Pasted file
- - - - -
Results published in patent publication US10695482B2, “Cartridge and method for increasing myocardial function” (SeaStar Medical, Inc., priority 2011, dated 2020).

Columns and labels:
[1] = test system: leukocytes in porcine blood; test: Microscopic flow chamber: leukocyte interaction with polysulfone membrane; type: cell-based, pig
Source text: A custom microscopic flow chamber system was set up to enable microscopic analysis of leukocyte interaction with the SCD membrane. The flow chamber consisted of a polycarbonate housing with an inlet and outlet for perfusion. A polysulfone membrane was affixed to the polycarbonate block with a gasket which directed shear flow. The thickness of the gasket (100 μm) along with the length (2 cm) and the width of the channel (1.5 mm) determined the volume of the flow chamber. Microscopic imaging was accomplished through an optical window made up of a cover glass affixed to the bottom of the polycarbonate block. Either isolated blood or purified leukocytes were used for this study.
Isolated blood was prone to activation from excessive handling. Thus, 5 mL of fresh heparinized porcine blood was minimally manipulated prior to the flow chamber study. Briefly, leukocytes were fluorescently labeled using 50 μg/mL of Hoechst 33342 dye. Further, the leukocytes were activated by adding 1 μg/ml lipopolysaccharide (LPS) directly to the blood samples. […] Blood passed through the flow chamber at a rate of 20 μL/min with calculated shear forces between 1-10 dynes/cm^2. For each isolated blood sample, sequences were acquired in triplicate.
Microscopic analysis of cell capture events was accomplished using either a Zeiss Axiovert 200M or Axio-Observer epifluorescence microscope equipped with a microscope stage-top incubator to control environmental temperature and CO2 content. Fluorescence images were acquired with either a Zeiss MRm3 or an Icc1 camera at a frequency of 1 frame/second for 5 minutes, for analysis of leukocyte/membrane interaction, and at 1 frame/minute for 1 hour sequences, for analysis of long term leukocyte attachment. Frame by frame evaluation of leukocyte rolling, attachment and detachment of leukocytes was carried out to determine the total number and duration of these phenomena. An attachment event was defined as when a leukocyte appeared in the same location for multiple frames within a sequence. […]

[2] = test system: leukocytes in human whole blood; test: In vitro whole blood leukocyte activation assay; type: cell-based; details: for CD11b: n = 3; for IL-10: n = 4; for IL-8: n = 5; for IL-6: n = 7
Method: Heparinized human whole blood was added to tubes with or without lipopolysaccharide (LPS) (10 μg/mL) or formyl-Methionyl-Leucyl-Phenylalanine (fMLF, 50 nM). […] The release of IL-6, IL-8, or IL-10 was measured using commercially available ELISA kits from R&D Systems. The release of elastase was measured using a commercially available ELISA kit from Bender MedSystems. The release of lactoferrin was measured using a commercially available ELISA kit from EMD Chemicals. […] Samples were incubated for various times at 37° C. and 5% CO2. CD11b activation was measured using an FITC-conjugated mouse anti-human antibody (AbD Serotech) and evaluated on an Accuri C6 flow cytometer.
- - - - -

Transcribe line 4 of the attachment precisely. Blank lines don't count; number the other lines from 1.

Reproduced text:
Source text: A custom microscopic flow chamber system was set up to enable microscopic analysis of leukocyte interaction with the SCD membrane. The flow chamber consisted of a polycarbonate housing with an inlet and outlet for perfusion. A polysulfone membrane was affixed to the polycarbonate block with a gasket which directed shear flow. The thickness of the gasket (100 μm) along with the length (2 cm) and the width of the channel (1.5 mm) determined the volume of the flow chamber. Microscopic imaging was accomplished through an optical window made up of a cover glass affixed to the bottom of the polycarbonate block. Either isolated blood or purified leukocytes were used for this study.